The Portland Heritage Tree Quest, Group 14 - Balkan Dreams - CycleBlaze

August 3, 2020

The Portland Heritage Tree Quest, Group 14

For anyone new to this show, I began the Portland Heritage Tree Quest roughly a year ago with the goal of viewing an instance of every species listed in the guidebook for The Portland Heritage Tree Program.  I viewed it primarily a way to legitimize leisurely jaunts through Portland neighborhoods while Rocky was off on much more ambitious training rides, and for that it’s been most successful.  While she’s been racking up the miles and enjoying some alone time (something harder to come by when we’re on the road), I’ve gotten some fresh air and a modest bit of exercise while discovering some new neighborhoods I’ve never seen before.  And I’ve learned a bit about trees along the way, some of which has even penetrated my dense skull and taken root.

We’re finally at the end of the road.  With only 20 remaining species in the catalog, I’m confident that I can complete the circuit in the next two weeks, before our planned flight to Zagreb.  I’ve carved up the remaining list into three chunks, and today I’m off to see the ones on the west side of the river.

Crossing the Willamette River on the Hawthorne Bridge. For those that think the city is a virtual war zone now, note that it looks as beautiful as ever if you steer clear of the epicenter of the nightly demonstrations by the federal courthouse.
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Today’s first tree, in the Northwest’s Alphabet District, is a Japanese maple - a well known species, one of the few trees I recognize on sight.  This impressive example is of course large for the species, and twice as wide as it is high.  It is a tree that would be really spectacular in the fall, but we won’t be here then.  Maybe some year we’ll spend autumn in Portland and I’ll repeat the quest, seeing many of these trees in their most colorful season.

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Acer palmatum, the Japanese maple. This one is #178 in the inventory, and has been listed since 1998.
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This Japanese maple is nearly twice as broad as it is high: height 28’, spread 53’, girth 7.4’.
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The next tree, a Lavelle hawthorn, is in the heart of downtown.  I walked past it many times in the years when we lived about a mile from there, without taking specific notice.  Actually, it’s one of a set of four Lavelle hawthorns, all designated heritage trees, lining the sidewalk in front of the First Unitarian Church.  

One of a set of four Lavelle hawthorns in front of the First Unitarian Church, all heritage trees.
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Bill ShaneyfeltI'm used to seeing hawthornes with trunks 6-12 inches diameter. That is huge!
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1 month ago
The Lavelle (Crataegus x Lavelle) is a hybrid, dating back to 1980.
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Jen GrumbyCool shot!
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Scott AndersonTo Jen GrumbyThanks. I thought I’d shoot for the sky here because the street view is a bit scruffy at the moment.
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This is another tree best seen at a different time; in the spring when it’s in blossom; or in autumn, when its leaves turn bronze; or a kinder age when the streets aren’t filled with homeless encampments.
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The next tree, an Oregon ash, takes a bit of work to get to.  It’s high up on the slope of the west hills about 600’ off the valley floor, and it’s a steady steepish climb up Montgomery to get there.  When I finally arrive, the tree is a disappointment.  Not because it isn’t a magnificent specimen, but because I’ve seen this exact tree before in group 13.  I biked up here last winter also, but overlooked it this week when I was matching against the catalog to determine which trees I still needed to visit.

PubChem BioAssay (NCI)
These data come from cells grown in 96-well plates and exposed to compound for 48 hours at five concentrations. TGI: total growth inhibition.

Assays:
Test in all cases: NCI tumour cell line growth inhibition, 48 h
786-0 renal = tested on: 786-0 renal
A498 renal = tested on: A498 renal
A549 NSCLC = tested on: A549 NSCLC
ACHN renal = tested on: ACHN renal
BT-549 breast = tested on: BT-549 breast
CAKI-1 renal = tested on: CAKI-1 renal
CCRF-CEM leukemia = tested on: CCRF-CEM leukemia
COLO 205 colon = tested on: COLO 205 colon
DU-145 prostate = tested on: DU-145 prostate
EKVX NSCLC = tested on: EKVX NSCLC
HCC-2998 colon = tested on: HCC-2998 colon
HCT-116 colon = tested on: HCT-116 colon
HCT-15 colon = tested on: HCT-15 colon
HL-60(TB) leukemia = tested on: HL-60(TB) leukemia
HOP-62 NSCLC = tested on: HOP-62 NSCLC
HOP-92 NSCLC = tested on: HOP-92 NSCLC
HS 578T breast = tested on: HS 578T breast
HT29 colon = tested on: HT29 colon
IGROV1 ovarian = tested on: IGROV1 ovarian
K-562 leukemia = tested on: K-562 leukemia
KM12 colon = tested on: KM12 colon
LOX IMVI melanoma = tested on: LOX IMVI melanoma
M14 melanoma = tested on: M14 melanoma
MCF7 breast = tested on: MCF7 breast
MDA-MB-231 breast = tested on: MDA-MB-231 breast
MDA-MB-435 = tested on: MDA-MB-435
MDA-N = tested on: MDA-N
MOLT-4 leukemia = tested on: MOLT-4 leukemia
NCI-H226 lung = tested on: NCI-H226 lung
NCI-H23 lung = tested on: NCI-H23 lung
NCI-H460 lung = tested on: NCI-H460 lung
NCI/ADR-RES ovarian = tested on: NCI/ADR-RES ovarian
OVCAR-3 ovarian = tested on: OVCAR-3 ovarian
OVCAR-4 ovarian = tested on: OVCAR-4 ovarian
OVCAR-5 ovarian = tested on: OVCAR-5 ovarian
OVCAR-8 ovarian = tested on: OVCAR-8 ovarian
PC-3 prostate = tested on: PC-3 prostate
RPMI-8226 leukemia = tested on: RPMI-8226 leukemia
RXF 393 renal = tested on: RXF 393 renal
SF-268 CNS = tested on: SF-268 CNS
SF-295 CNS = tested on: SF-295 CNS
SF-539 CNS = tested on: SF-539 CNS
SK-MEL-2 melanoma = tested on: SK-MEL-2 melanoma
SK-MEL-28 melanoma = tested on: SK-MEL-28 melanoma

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This is the same Oregon ash we saw back in group 13. Still a very fine tree, but maybe not worth the climb up here a second time.
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Two bikes, one biker.
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From the nice but unneeded Oregon ash, we’re headed across the ridge to Multnomah Village, on the south side at the outskirts of Hillsboro.  If I hadn’t been coming this way to see the ash again I could have biked along Terwilliger Boulevard to get there, a much easier route that skirts the worst of the hill.  Now that I’m here though, the shortest and best way is over the top; so there’s still some climbing to be done.

So one mistake for the day was to revisit the Oregon ash.  The second was a mapping error.  It looks like I must have mapped this route with walking as the mode of travel instead of biking, because my route takes me up a steep staircase.  By the the time I realize this, I’m at the end of a dead end street; and it’s a long descent to get back to a paved alternative.  After staring at the steps for a few minutes I decide to just carry the bike up them instead.  

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Not a good choice for bike route, but 13 steps isn’t terrible. Hopefully this is the end of them.
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Actually, now that I’m up here it’s quite a nice path. Too narrow to bike, but a pleasant little walk.
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Foop.
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Jen GrumbyFoopsidaisies!
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A half hour later, I pull up to the final stop of the day - an address with three of my remaining trees to be visited.  When I pull up, it takes me a minute to realize that I’ve been here before also - last winter, when I was disappointed to be unable to see the Bald cypress and Lacebark pine listed there.  The address is of a very large wooded property  that holds six different heritage trees, none of which is visible from the road.  Well, there is one that I can see the label on.  I can’t make it out though, because of my third mistake of the day - I brought the wrong camera and don’t have a powerful zoom that would allow me to read the label.

So, a big disappointment.  It looks like I’ve got another three species to drop from the quest because I can’t get access to see them.  And, it’s clear that drop-ins are not welcome: 

I don’t know what a Scapigera is, but I’m taking no chances.
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Then, looking down the long driveway I see a man looking back at me.  I think I should explain my presence so he won’t be alarmed. He welcomes me in and then instructs me to wait while he get’s his wife (hopefully not a dreaded Scapigera).